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I was trying this problem: A question about graph coloring and partition of graph

and had an idea which is:

We know that $\chi(G[X])\le k$ and $\chi(G[Y])\le k$. and $E(X,Y)\le k-1$. Color $X$ in $G[X]$ using k colors, say$\{1,2,...,k\}$. Then connect the two partion with the $k-1$ edges between them. Because a vertex in $Y$ has at most $k-1$ neighbours in $|X|$, It is adjacent to at most $k-1$ different colored vertices. So pick a vertex $v_1$ in $Y$ whose number of neighbors in $X$ is the maximum among all vertices in $Y$. It is adjacent to at most $k-1$ colored vertices so we can color it using the one of $\{1,2...,k\}$. Now pick another vertex $v_2$ in $Y$ with neighbour in $|X|$ maximum among all vertices in $X-\{v_1\}$, It is adjacent to at most $k-2$ edges in $X$(because $v_1$ is adjacent to at least one in $X$). It could also be adjacent to $v_1$, but in any case, it has at most $k-1$ colored neighbors, so then you can color it using one of $\{1,2,...,k\}$. Keep this coloring process going until you colored all vertices in $Y$ with neighbours in $X$. Now it would be nice if we can complete this partial coloring into a coloring using $\chi(G[Y])$ colors. Because then that solves the problem.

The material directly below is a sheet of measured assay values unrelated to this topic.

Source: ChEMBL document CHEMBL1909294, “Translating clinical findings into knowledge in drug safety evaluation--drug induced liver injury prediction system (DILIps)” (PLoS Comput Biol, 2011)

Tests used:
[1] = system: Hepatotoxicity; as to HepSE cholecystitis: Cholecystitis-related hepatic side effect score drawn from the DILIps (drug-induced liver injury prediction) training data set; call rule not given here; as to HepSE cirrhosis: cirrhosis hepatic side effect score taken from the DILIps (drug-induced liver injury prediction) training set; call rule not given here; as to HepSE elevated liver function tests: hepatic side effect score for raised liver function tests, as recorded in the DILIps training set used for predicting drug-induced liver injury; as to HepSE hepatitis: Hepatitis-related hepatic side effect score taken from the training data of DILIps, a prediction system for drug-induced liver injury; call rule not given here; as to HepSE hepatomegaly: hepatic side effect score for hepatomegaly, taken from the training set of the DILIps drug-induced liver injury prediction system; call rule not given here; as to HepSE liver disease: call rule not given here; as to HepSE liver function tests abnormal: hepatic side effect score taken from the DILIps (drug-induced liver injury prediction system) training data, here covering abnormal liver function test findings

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    $\begingroup$ If you look at the graph in the shape $N$, this is bipartite and hence $2$-colorable, but if you color the upper right corner and the lower left corner with the same color, you can't extend this to a $2$-coloring. $\endgroup$ – Matt Samuel Nov 20 '18 at 0:00
  • $\begingroup$ If the answer to the title question were "yes", it would be really easy to determine the chromatic number of any graph; the greedy algorithm would always produce an optimal coloring. $\endgroup$ – bof May 11 at 5:24

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